Yesterday I mentioned that the stack of unfinished and unwritten posts is still ever-growing, only, a few hours later, to come across a mainstream newspaper article discussing one of the things I’d considered writing a post about. The Guardian review of the new book from architecture critic Owen Hatherley opens with a discussion of a modernist building I’ve loved for a long time: Grimsby Central Library. In fact, I was in there only a few weeks ago, taking photos of some of the architectural details and so that I could maybe post them here at some point.
I first knew the place when I was a small child, when it still had something approaching its original layout. Children’s books in the basement, books on the ground floor, music and some of the non-fiction on the mezzanine, the reference library upstairs and an exhibition room above that. Nowadays the basement is Local History, Reference is on the mezzanine where Music used to be, and the upper floors seem to be closed and quiet, a partition blocking off what was originally a broad staircase. Nevertheless, for a 1960s building, an awful lot of the original detailing has survived. The Staff Lift looks still essentially the same as when it was installed, fifty-something years ago
Similarly, the doors to the staff stairwell still have their original signage beneath more modern additions, and 1960 chandeliers still hang from the ceiling even if broken parts can no longer be replaced.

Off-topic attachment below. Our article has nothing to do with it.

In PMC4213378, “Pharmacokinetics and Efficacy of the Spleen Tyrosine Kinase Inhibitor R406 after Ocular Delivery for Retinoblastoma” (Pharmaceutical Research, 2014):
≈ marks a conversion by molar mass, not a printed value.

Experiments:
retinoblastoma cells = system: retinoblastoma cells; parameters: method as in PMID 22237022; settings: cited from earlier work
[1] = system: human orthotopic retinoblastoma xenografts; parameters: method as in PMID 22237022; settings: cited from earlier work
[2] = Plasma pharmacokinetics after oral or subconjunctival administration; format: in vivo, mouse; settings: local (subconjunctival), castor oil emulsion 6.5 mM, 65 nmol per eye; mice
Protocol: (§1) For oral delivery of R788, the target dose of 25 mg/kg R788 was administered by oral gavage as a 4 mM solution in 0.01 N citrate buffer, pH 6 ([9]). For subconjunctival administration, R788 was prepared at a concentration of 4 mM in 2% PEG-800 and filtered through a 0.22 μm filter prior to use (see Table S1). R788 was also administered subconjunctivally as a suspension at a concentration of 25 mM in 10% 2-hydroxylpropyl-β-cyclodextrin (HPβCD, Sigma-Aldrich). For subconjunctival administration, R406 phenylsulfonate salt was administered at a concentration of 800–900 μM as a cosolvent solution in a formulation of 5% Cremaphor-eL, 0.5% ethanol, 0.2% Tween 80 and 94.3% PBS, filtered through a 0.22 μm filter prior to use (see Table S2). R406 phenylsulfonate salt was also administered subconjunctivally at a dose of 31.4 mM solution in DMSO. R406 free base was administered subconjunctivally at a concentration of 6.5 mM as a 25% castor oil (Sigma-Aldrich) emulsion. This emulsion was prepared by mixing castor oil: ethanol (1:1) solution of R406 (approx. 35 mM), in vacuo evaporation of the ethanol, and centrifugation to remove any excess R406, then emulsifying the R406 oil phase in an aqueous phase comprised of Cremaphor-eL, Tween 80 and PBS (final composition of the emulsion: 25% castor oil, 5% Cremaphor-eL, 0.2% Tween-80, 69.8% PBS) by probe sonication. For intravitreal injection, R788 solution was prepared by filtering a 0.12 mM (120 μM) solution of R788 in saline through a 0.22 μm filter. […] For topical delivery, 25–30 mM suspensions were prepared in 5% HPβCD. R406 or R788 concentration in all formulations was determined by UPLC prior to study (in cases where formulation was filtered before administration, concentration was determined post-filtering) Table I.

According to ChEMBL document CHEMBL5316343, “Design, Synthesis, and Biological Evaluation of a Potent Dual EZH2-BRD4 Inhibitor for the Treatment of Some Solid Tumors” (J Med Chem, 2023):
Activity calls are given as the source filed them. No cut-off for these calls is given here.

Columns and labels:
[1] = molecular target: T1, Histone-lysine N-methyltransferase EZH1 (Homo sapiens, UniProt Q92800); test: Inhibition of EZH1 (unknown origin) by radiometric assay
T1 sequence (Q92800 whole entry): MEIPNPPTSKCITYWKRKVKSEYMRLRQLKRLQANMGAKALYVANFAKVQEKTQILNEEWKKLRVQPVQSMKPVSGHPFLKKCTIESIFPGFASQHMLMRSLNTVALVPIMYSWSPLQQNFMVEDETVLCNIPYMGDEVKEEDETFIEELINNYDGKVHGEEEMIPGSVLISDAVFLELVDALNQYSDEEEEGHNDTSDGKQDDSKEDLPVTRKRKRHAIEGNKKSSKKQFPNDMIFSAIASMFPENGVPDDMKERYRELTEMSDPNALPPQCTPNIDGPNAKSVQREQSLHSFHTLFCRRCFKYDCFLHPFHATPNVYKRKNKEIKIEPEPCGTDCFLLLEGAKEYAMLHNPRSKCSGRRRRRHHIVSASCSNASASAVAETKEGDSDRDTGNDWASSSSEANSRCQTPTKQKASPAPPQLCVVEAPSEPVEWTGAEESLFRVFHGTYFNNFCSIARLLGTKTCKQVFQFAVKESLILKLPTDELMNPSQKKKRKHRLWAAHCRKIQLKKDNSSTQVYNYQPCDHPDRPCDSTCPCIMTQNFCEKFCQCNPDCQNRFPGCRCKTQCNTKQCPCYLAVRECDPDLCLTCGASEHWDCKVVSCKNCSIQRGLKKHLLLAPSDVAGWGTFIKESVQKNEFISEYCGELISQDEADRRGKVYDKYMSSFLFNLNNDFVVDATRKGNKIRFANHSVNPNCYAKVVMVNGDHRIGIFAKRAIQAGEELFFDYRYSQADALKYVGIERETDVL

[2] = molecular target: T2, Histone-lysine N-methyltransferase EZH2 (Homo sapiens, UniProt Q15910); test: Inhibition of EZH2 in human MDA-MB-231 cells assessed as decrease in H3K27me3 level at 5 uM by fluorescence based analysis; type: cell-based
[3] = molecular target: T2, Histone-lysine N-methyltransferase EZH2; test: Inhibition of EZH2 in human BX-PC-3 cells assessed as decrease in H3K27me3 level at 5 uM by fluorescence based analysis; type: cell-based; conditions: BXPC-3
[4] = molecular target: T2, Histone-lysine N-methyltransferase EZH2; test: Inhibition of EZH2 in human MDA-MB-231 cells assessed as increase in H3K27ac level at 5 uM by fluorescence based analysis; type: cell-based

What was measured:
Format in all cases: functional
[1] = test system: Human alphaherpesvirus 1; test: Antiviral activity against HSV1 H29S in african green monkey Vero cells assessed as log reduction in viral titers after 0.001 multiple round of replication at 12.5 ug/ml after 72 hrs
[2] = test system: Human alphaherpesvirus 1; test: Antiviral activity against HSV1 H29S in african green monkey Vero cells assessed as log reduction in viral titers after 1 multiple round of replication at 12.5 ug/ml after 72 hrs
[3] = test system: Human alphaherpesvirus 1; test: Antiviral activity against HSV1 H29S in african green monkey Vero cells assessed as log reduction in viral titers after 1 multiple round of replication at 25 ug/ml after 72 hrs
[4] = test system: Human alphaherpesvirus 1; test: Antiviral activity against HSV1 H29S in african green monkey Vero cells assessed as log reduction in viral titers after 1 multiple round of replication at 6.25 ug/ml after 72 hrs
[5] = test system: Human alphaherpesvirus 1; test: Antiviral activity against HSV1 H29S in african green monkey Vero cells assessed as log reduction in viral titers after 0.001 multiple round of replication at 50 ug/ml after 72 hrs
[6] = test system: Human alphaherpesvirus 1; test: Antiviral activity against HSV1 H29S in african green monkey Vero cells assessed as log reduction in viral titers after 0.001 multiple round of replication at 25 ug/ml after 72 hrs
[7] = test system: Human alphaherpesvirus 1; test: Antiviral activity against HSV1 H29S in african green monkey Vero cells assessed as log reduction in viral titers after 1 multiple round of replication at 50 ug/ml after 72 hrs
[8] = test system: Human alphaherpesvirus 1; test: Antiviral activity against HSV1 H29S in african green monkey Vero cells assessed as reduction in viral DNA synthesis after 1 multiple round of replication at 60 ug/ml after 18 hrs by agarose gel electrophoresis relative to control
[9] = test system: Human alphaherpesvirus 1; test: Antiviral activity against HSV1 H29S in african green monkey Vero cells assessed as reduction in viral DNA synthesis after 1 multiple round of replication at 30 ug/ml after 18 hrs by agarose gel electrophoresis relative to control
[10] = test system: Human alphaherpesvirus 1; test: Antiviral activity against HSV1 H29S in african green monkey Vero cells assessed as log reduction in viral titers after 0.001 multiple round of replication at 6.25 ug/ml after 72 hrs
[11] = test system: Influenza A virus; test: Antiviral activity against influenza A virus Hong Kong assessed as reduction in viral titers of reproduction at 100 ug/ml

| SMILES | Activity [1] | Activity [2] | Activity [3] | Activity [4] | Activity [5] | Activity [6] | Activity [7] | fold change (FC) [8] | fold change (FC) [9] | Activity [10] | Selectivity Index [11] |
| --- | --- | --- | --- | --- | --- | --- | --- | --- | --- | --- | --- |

One thing it doesn’t have is the original shelves, which I rememeber surviving into the current century just about. They were tall, wooden, with a graceful curving profile when viewed from the side. Because of this curve, although the books at the top stood upright just as you’d expect books on a shelf to be, the books at the bottom were tipped back, tilted, so their spines were angled a few degrees in the direction of a standing reader. That little bit easier to see without bending down. I’ve never seen library shelves like them anywhere else, but I’ve always thought how ingenious they are.
It was over a month ago I took these pictures, so the librarians had put together a small display for LGBT+ History Month. I excitedly messaged a friend who used to work in the library back when we were both teenagers, just because we couldn’t have imagined it happening back then. I realise now it’s not just that we couldn’t imagine it happening, but that before 2003 it would have been illegal for an English public library to have a display about LGBT issues. Twenty years sometimes feels a very long time ago.
Incidentally, all my photos here are terrible quick phone snapshots taken whilst I was wondering round browsing the shelves. However, via Twitter, I did discover a blog post written by an archictecture fan a few years ago, with a whole host of much better photos of the place, particularly of the gaunt and haunting figures decorating the south side of the building, called The Guardians Of Knowledge; but also not forgetting something I remember very clearly from childhood, the floor of the foyer! Go and look!
Update, 9th July 2022: Since writing this post I’ve taken a photo of The Guardians Of Knowledge myself.
Keyword noise: Lincolnshire, North East Lincolnshire, Grimsby, architecture, buildings, Grimsby Library, Owen Hatherley.